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Cocoa farmers mull N1.5bn processing factory in South West

With a renewed effort to resuscitate cocoa cultivation, farmers across southern Nigeria are putting a structure together that will allow the region benefit from a…

With a renewed effort to resuscitate cocoa cultivation, farmers across southern Nigeria are putting a structure together that will allow the region benefit from a product that gives them comparative advantage.

The region is also the largest producer of plantain, but value addition has not been developed to benefit the farmers.

To achieve this, the Cocoa and Plantain Farmers Association of Nigeria (CPFAN) is set to set up N1.5billion processing factories for cocoa and plantain in three states of the South West.

The national president of the CPFAN, Chief Ayodele Ojo,  said the association would cite the factories in llaramokin in Ondo State, lle-Ife in Osun State and Iperu in Ogun. They also intend to build mega processing factories in all the six geo- political zones of the country in the nearest future.

Speaking with newsmen in Akure, the CPFAN president said the association was looking into how they could merge cocoa and plantain into one dietary product that would be suitable for consumption for all ages.

He said that to achieve this, they had already fostered partnership with the Department of Food and Science Technology of the Obafemi Awolowo University (OAU), Ile-Ife and Federal University of Technology, Akure (FUTA), to help facilitate the research.

Speaking further, he said some of their goals included building capacity of cocoa and plantain farmers on ways of meeting international market standards for the two commodities.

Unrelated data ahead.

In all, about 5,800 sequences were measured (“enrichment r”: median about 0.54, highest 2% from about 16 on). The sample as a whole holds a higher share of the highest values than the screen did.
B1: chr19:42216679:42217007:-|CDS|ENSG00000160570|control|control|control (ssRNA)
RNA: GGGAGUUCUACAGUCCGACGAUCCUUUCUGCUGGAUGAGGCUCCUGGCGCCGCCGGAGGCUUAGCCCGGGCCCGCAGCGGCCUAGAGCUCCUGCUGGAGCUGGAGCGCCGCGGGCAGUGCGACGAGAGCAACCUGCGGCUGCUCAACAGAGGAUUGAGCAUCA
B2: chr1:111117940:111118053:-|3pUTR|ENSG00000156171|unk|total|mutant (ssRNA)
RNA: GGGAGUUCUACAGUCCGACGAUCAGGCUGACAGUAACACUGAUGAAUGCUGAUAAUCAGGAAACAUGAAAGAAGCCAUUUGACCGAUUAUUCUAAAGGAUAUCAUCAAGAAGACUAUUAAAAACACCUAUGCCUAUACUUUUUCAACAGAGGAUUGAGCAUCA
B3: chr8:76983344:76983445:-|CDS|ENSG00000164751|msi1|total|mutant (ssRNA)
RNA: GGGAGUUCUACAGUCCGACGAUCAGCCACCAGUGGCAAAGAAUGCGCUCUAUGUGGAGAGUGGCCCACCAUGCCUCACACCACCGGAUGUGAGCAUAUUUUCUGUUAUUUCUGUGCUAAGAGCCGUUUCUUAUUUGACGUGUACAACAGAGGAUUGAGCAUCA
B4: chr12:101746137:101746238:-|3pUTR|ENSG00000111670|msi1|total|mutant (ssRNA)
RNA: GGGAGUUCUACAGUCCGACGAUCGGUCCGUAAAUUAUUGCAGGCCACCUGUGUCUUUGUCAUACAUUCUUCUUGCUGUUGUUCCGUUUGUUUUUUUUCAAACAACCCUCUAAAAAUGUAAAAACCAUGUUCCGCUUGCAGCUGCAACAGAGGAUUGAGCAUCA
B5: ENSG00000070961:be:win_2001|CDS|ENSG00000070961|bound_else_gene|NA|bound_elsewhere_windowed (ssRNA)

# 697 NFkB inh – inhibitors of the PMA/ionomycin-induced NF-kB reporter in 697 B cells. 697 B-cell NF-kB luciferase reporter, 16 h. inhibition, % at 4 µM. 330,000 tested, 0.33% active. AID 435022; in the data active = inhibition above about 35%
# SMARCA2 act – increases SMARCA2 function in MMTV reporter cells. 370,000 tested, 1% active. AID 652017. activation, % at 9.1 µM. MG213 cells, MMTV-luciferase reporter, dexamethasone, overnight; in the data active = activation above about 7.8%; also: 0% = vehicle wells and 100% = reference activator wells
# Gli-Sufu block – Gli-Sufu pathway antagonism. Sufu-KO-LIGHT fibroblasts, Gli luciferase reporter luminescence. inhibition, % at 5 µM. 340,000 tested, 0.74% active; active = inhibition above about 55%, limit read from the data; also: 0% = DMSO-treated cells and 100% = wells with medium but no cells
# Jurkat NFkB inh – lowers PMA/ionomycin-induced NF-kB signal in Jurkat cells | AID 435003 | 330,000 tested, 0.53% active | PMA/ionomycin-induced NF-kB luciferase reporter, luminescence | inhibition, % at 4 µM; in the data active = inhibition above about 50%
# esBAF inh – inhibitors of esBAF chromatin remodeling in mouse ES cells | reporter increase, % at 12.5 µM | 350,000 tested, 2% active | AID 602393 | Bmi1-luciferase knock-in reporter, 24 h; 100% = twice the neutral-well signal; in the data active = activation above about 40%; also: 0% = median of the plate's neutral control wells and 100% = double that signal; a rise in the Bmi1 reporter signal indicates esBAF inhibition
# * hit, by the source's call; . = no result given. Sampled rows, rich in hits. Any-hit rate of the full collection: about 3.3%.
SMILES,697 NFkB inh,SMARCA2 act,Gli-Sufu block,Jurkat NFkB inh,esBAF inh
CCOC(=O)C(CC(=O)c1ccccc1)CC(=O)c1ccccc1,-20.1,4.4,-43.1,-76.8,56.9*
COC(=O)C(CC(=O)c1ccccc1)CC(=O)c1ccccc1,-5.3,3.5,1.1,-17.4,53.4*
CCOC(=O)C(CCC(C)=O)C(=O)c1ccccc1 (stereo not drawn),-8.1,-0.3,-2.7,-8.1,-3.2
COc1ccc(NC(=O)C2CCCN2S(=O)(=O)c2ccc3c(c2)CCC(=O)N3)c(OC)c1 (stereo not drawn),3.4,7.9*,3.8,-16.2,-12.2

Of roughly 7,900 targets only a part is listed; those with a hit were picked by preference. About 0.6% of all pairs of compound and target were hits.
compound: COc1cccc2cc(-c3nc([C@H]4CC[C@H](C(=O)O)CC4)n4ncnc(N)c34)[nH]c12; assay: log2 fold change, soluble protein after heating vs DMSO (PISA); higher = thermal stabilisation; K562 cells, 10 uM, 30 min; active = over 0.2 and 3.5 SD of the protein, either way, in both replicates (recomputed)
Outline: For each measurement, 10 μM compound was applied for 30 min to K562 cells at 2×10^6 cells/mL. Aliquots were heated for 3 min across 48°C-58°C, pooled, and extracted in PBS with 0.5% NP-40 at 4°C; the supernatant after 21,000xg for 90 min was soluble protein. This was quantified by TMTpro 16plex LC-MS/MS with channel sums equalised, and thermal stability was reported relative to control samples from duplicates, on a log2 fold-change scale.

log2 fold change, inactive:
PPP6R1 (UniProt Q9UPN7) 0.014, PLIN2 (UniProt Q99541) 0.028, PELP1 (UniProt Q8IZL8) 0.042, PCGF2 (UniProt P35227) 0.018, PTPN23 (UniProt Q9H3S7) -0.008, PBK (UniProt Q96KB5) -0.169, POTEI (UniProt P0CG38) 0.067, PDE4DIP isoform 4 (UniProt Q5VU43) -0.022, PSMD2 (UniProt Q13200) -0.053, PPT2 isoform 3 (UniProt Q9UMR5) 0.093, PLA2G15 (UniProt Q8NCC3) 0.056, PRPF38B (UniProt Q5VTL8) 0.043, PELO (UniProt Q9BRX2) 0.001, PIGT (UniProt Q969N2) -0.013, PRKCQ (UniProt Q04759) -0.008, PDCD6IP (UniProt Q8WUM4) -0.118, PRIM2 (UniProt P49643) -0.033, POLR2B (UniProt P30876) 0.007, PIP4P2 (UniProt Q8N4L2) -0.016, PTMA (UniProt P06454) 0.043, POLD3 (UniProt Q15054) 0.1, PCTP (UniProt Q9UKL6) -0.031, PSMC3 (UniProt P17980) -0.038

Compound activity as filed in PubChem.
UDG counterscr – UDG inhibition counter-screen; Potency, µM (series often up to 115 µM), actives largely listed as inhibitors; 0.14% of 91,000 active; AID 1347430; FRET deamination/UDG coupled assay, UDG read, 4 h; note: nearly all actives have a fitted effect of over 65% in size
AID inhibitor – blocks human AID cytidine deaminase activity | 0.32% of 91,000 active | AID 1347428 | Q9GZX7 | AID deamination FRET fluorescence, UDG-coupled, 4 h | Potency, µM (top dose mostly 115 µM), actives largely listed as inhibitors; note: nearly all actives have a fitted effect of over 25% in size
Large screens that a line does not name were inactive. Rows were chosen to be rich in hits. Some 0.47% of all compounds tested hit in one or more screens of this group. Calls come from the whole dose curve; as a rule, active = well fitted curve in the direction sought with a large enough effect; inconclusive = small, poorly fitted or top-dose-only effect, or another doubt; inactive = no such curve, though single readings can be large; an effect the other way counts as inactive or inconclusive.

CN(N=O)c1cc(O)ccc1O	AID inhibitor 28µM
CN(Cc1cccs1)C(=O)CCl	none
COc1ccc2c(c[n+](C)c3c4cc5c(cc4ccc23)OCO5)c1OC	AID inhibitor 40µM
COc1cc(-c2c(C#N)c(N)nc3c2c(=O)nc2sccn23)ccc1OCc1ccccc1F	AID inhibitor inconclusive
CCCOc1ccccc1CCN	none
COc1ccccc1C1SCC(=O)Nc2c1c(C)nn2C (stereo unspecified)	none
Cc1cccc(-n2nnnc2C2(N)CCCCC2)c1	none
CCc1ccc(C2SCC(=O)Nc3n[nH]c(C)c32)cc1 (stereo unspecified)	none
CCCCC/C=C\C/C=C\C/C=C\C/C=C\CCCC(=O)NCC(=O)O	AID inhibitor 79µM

“It is aimed at meeting both local and foreign industries’ demand for raw materials that are cocoa and plantain-based. 

“To replace old varieties of cocoa and plantain with improved varieties so that yield will increase, the waiting time will be shortened and the plant population per hectare increased, as well as bring together, all the actors in the cocoa so that the broken chains will be repaired and giant strides taken towards achieving self-sufficiency in cocoa and plantain commodities,” he said.

He said they met with the Minister of Agriculture and Rural Development, Dr Mohammad Mahmood Abubakar, on May 25, 2022 in his office to brief him on the activities and plans of the association.

He said the minister had promised to support them, while they also solicited help from all relevant government functionaries, dignitaries, philanthropists and well-meaning Nigerians to rally round and provide the needed support so that the association, various actors along the value chain and the country in general would be better off. 

Meanwhile, the Cross River State Government has commenced the distribution of cocoa plantations for smallholder farmers in the state in order to increase availability.

This action, according to the special adviser on cocoa development in the state, Oscar Ofuka, is to ensure food security for the low and middle class workers.

He disclosed that the smallholder schemes were to segregate cocoa plantations for farmers to make money, and at the same time, ensure food security.

Speaking at the event, Ofuka said, “We have decided to go into smallholders’ scheme, where we have segmented cocoa plantations into hectares and distribute to farmers and civil servants as well.

“The idea is that after retirement, they can settle down and have enough security for their children, as well as food on the table.”

He said the essence was to encourage more civil servants to cultivate cocoa, stressing that government had created the enabling environment for people to become millionaires.

“This flag-off is to encourage civil servants to go into massive cocoa cultivation. This is because the enabling environment is fair enough.

“Today, cocoa is thriving everywhere, and what we have can grow, even on a rock.

“The flag-off of this exercise is enough sensitisation that the only way we can secure our future is to go into massive cocoa cultivation,” he added.

Meanwhile, the state government has donated 50,000 cocoa seedlings to civil servants and smallholder farmers in the state.

Oscar Ofuka said the aim was to encourage all to delve into cocoa farming to ensure the availability of the produce and increase earnings.